Ted N. C. Wilson was elected as president of the Seventh-day Adventist world church in July 2010 during the General Conference Session in Atlanta. Born in Takoma Park, Maryland on May 10, 1950, the son of former Adventist world church President Neal C. Wilson and Elinor E. Wilson, Wilson spent part of his childhood in Egypt.
Wilson began his church career as a pastor in 1974 in the Greater New York Conference. He married Nancy Louise Vollmer Wilson, a physical therapist, in 1975. The couple has three daughters: Emille Louise, married to Pastor Kameron de Vasher; Elizabeth Esther, married to Pastor David Wright; and Catherine Anne, married to Dr. Robert Renck. The Wilsons have eight wonderful grandchildren.
Wilson served as an assistant director and then director of Metropolitan Ministries in New York from 1976 to 1981. He went on to serve in the church’s then Africa-Indian Ocean Division, based in Abidjan, Cote d'Ivoire, until 1990. There he served as a departmental director and later as executive secretary.
Following his post in West Africa, he served for two years at the Adventist world church’s world headquarters in Silver Spring, Maryland, United States, as an associate secretary. He went on to accept the position of president of the church's Euro Asia-Division in Moscow, Russia, which he held from 1992 to 1996.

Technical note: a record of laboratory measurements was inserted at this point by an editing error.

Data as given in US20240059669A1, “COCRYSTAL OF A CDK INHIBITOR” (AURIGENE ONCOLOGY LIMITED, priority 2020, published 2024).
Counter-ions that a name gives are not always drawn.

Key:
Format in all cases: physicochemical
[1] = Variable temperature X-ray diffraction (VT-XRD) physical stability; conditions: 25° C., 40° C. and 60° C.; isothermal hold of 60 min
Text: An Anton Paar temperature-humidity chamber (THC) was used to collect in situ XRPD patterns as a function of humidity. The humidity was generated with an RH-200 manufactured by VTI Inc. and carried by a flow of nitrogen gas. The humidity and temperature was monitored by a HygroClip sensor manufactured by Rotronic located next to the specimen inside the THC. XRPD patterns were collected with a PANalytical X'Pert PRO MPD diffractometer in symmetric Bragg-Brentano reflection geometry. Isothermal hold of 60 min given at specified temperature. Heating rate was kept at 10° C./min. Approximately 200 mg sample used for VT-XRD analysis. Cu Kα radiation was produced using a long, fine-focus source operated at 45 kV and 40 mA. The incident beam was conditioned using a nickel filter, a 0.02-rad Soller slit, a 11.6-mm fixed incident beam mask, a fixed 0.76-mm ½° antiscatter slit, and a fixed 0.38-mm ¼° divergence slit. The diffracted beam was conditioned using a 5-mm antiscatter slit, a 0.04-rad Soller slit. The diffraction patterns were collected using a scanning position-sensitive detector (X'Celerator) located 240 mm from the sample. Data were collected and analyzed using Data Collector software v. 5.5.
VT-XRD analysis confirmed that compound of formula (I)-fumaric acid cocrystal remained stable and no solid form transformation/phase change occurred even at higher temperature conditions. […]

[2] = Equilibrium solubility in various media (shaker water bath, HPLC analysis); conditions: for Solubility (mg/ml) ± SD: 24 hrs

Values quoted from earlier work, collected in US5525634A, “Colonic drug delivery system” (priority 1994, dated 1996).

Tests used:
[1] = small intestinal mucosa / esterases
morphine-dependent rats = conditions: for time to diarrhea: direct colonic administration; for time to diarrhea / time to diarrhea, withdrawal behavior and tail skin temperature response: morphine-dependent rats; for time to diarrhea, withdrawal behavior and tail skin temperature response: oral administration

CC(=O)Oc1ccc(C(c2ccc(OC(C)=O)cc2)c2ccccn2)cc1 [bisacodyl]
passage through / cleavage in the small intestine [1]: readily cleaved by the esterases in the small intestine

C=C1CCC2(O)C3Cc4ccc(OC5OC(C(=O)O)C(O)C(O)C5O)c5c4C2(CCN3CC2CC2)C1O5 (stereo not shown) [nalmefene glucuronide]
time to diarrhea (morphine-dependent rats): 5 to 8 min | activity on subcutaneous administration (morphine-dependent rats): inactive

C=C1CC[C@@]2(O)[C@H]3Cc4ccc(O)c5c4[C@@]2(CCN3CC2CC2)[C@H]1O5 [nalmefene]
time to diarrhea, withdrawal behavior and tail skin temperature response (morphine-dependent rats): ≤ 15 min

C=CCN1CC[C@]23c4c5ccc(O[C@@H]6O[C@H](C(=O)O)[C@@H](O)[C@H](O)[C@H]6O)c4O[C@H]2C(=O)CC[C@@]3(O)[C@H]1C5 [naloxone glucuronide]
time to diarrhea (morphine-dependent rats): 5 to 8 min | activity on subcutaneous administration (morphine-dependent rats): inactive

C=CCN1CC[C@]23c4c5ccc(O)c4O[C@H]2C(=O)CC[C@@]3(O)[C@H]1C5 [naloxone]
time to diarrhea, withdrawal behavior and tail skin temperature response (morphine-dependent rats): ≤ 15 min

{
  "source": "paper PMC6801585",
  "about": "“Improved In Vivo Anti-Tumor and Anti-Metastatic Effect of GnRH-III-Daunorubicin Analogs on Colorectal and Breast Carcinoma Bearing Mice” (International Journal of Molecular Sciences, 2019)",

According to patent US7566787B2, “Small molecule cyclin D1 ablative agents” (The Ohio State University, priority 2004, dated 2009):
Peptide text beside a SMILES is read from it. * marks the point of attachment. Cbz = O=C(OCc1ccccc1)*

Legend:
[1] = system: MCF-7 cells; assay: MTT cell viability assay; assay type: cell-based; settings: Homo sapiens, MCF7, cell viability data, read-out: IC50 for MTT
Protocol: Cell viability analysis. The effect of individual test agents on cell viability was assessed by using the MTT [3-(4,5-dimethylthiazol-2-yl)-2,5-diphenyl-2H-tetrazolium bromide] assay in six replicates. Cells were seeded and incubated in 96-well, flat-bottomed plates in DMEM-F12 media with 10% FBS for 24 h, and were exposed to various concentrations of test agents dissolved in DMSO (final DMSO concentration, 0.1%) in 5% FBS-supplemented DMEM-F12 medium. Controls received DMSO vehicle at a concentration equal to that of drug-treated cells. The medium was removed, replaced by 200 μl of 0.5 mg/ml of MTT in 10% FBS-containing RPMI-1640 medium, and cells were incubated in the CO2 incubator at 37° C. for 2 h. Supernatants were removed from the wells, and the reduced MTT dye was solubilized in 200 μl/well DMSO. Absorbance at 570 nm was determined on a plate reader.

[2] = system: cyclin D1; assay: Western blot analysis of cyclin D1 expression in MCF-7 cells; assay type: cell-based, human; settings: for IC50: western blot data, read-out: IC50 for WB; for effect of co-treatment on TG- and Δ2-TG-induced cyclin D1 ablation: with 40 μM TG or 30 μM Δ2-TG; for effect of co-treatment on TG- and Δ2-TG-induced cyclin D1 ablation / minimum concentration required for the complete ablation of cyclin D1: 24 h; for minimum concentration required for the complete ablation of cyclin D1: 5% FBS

Pastor Wilson returned to the United States to serve as president of the Review and Herald Publishing Association in Hagerstown, Maryland, until his election as an Adventist world church vice president in 2000.
An ordained minister, Pastor Wilson holds a doctoral degree in religious education from New York University, a master of divinity degree from Andrews University, and a master of science degree in public health from the Loma Linda University School of Public Health. In addition to English, he speaks French and some Russian.
Longtime mission advocate G. T. Ng serves the Seventh-day Adventist world church as its executive secretary, a position he has held since the 2010 General Conference Session. Previously, Ng worked as an associate secretary for the world church, where he oversaw the Church’s Northern Asia-Pacific, Southern Asia, and Trans-European divisions.
Ng’s denominational service began in the 1970s in Cambodia, where ministry in the war-torn country first kindled his enthusiasm for mission. Shortly before Phnom Penh fell to Khmer Rouge forces, Ng and his wife, Ivy, were evacuated from Cambodia. Later, Ng served in Thailand, Malaysia, and his native Singapore, where he served as a pastor, health educator and regional department director.
For much of the 1990s, Ng served as professor and dean of the Theological Seminary at the Adventist International Institute of Advanced Studies (AIIAS) in the Philippines. In 2000, Ng accepted a call to serve as the executive secretary of the church’s Southern Asia-Pacific Division.
Ng moved to the Washington, D.C. area in 2004 to serve as associate secretary of the Adventist world church. Ng spurred numerous church membership audits, challenging church officials worldwide to reconcile membership tallies with actual church attendance. He also encouraged missionaries to serve in regions of acute need, including the 10/40 Window – a region spanning from West Africa across Asia and covering two-thirds of the world’s population where only 1 percent is Christian.